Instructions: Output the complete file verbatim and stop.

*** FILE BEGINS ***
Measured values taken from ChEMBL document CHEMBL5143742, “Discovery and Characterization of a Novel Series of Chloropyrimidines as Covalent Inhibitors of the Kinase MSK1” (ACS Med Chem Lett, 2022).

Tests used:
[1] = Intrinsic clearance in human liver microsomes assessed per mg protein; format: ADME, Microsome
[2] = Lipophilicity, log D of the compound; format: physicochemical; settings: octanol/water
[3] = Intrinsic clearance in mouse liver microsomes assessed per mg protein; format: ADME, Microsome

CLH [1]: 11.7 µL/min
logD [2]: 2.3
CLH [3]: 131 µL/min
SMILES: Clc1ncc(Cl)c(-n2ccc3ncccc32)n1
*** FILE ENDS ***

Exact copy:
Measured values taken from ChEMBL document CHEMBL5143742, “Discovery and Characterization of a Novel Series of Chloropyrimidines as Covalent Inhibitors of the Kinase MSK1” (ACS Med Chem Lett, 2022).

Tests used:
[1] = Intrinsic clearance in human liver microsomes assessed per mg protein; format: ADME, Microsome
[2] = Lipophilicity, log D of the compound; format: physicochemical; settings: octanol/water
[3] = Intrinsic clearance in mouse liver microsomes assessed per mg protein; format: ADME, Microsome

CLH [1]: 11.7 µL/min
logD [2]: 2.3
CLH [3]: 131 µL/min
SMILES: Clc1ncc(Cl)c(-n2ccc3ncccc32)n1